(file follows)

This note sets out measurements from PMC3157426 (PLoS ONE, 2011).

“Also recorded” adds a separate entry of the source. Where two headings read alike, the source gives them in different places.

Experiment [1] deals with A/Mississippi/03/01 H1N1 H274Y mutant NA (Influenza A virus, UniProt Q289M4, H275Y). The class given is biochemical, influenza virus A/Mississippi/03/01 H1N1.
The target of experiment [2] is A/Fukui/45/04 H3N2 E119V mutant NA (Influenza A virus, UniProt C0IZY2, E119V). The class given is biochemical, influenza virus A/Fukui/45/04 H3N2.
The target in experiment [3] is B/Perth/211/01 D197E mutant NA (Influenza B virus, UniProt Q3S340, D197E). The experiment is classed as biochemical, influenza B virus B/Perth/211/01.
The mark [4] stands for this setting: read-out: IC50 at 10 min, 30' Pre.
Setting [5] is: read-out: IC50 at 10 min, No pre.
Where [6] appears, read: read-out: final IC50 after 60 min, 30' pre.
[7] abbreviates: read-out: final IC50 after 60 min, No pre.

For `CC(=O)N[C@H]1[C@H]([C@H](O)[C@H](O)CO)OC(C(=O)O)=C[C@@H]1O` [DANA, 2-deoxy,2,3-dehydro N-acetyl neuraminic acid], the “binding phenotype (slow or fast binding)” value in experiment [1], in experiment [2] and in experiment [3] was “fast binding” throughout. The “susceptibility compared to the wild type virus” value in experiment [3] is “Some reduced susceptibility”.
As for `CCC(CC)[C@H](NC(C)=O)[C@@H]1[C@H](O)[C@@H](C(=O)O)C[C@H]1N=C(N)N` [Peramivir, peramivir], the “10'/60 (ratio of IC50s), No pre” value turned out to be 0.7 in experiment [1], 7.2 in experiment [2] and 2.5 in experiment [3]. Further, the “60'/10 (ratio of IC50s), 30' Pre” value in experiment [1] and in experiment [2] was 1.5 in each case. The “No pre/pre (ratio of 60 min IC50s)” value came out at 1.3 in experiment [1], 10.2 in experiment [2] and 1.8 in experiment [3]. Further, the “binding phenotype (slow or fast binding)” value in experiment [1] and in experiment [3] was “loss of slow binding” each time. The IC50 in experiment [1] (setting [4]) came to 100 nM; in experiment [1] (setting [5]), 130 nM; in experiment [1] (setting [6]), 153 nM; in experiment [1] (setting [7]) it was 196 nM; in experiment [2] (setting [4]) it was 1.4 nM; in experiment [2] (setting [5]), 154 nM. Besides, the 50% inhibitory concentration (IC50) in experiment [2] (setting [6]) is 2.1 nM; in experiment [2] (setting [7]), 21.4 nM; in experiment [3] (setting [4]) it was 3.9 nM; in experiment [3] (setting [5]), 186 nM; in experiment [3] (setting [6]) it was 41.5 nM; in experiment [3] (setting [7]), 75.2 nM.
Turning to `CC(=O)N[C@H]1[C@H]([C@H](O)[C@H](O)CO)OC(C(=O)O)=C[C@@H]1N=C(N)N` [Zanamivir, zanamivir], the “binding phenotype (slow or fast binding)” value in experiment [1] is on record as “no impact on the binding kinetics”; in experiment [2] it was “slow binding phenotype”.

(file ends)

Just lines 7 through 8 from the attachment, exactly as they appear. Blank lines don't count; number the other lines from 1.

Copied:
Setting [5] is: read-out: IC50 at 10 min, No pre.
Where [6] appears, read: read-out: final IC50 after 60 min, 30' pre.